Sanna (Vetri) falls in with handsome fisherman Tara (Robin Hawdon), incurring the wrath of another woman Ayak (Imogen Hassall), apparently his erstwhile mate. When her old tribe comes sniffing around, she takes off into dino-infested territory. What follows is sort of the prehistoric version of Logan’s Run, with Sanna and Tara on the lam in a “you and me against the world” scenario.

All the dinosaur stuff is really great, with lots of cool stop-motion sequences. The model work and animation is detailed and a delight to watch. One of the more inspired bits has Sanna crawl into a hatched dinosaur egg for shelter, only to get adopted by the mother when it finds her. There’s one very brief oddball scene which uses live animals, with what appear to be a crocodile and komodo dragon (with fins and such glued on to look more prehistorically exotic) actually getting into a tussle and gnawing on each other. It’s not gruesome or particularly violent, but some viewers may find it upsetting.

This Blu-ray presentation features the original, unrated cut of the film (apparently the modified theatrical version somehow merited a G rating back in the day). The uncut form has a couple brief shots of nudity, most notably during a completely extraneous near-rape scene which only merits “near” status because of a convenient last-second consent after a struggle. While the film only engages in very brief shots of stark nudity, it’s constantly teased throughout with lots of what we might these days call fan-service: busty women in leather bikinis, voyeuristic camera work, and a splish-splashy catfight on the beach.

When Dinosaurs Ruled the Earth is a lot of fun, but clearly the lesser film in this particular pairing. The linguistic stuff probably the weakest aspect — while I really like the idea of presenting a sort of mysterious or naturalistic glimpse of this culture, the execution of the language is is so halting, repetitive, and limited in vocabulary that it rings false and feels silly.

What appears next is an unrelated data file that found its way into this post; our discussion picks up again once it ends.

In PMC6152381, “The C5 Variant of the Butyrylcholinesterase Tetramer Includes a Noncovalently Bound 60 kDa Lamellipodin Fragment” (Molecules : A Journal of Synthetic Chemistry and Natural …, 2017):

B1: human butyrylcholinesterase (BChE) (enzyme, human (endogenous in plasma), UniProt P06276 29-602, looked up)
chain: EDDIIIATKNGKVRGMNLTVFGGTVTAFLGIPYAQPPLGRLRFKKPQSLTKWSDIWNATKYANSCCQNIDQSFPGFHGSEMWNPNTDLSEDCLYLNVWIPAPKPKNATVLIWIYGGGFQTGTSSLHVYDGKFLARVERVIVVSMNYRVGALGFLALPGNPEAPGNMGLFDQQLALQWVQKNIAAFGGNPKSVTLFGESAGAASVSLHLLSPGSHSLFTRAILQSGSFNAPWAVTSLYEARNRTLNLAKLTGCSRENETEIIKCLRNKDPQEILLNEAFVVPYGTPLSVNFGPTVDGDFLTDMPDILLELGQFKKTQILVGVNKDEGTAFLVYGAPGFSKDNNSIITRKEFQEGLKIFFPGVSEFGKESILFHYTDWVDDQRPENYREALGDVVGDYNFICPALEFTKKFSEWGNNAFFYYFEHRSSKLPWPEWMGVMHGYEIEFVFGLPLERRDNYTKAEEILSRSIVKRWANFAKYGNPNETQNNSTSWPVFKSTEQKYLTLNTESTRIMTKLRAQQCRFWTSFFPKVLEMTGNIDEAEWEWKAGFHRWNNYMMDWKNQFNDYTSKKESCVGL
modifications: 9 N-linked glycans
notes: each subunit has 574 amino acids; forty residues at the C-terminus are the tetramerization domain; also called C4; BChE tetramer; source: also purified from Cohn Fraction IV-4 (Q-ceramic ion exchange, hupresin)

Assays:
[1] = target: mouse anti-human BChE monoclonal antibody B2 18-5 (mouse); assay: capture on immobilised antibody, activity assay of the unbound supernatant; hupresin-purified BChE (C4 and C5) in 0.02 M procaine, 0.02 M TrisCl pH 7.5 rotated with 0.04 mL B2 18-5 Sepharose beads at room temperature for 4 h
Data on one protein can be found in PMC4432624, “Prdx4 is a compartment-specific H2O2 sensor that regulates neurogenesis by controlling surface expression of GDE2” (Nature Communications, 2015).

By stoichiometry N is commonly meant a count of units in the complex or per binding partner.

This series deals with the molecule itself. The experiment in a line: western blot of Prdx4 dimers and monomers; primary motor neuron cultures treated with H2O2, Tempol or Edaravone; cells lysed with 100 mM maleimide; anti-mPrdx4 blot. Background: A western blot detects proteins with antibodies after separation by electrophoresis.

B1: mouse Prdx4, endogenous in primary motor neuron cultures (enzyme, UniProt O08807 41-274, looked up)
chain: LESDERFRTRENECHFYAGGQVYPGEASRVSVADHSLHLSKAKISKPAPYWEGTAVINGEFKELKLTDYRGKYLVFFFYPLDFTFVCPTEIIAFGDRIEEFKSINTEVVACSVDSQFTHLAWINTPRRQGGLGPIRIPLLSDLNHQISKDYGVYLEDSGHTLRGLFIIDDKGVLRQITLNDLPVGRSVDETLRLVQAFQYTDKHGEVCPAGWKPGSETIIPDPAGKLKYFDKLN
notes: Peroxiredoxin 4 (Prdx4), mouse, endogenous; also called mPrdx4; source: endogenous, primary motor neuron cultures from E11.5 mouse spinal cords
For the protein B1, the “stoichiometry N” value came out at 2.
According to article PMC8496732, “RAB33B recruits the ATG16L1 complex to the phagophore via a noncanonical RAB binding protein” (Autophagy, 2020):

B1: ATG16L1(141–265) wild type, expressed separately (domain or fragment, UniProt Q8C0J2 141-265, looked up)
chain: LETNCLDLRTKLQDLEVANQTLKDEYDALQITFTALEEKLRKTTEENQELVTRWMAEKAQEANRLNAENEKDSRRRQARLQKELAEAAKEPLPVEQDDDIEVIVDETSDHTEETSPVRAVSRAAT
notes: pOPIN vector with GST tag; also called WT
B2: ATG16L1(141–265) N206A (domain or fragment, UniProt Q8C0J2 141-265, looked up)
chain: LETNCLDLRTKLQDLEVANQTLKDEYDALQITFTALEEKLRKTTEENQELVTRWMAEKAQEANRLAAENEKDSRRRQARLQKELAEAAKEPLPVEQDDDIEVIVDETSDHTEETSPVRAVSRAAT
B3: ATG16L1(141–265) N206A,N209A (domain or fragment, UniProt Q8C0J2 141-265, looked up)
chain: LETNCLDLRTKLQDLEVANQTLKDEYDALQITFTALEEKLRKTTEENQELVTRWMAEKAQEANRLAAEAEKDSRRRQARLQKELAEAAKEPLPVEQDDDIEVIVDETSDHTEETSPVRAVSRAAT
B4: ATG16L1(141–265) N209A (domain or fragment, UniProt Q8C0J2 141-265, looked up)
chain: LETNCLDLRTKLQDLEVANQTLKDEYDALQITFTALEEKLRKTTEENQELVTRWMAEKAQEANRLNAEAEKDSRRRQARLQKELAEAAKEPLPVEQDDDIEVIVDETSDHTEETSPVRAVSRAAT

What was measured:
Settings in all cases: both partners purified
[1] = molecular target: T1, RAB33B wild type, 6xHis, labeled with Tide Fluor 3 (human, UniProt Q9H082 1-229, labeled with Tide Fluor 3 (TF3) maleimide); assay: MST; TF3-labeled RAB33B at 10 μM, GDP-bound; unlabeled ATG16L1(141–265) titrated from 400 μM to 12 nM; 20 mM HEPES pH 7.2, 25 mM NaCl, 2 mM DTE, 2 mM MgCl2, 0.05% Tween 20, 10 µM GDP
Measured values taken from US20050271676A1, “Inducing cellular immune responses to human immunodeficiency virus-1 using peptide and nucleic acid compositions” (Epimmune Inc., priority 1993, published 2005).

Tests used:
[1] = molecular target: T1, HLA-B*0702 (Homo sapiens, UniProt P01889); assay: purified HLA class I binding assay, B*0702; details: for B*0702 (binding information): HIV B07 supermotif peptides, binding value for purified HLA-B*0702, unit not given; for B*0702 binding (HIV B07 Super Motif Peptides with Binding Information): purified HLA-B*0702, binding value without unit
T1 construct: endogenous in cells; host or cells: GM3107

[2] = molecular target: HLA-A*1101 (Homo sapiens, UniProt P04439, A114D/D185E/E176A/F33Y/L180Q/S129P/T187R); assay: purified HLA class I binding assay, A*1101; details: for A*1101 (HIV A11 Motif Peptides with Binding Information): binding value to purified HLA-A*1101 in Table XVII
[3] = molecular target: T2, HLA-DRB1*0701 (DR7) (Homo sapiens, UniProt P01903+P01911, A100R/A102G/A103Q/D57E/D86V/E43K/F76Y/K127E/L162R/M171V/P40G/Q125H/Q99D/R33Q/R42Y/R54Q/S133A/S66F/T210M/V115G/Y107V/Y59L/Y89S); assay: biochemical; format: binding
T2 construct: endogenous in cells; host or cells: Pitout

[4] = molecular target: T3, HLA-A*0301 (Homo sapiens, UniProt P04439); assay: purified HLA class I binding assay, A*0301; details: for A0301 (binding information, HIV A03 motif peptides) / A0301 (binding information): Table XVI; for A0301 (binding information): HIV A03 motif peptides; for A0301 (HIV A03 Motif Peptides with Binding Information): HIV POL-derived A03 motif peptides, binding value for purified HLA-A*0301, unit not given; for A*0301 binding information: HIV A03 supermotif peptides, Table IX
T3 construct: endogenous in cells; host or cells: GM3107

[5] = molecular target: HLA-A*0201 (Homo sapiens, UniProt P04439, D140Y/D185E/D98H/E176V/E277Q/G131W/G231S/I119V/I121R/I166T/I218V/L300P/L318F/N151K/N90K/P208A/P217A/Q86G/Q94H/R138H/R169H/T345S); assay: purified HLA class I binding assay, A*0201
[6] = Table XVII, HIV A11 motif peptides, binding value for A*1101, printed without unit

I generally disapprove of the term “guilty pleasure”, but this is a case where it actually feels rather appropriate.

The Packages

The Valley of Gwangi and When Dinosaurs Ruled the Earth are recent Blu-ray releases from the Warner Archive Collection, available now. Both discs come in typical Blu-ray cases and include subtitles and trailers.

It’s worth noting that When Dinosaurs Ruled the Earth is the uncut version only. Additionally, I usually watch movies with subtitles but I’d recommend (for non-deaf viewers) not using them on this film — they only served to highlight how limited the fictional vocabulary was.

Special Features and Extras — The Valley Of Gwangi

A few bonuses are included — the trailer is in HD, but the other extras are older 4:3 SD materials with scanlines.

Return to the Valley (8:04)
Harryhausen and others discuss the film’s effects and legacy

Gwangi and Vanessa (1:03)
A brief story snippet from a Harryhausen interview

Trailer (2:44)

Special Features and Extras — When Dinosaurs Ruled The Earth

Trailer (2:48)

A/V Out.

Get it at Amazon:

The Valley Of Gwangi — [Blu-ray] | [DVD] | [Amazon Video]
When Dinosaurs Ruled The Earth — [Blu-ray] | [DVD]

Except where noted, all 16:9 screen images in this review are direct captures from the disc(s) in question with no editing applied, but may have slight compression inherent to file formats. All package photography was taken by the reviewer.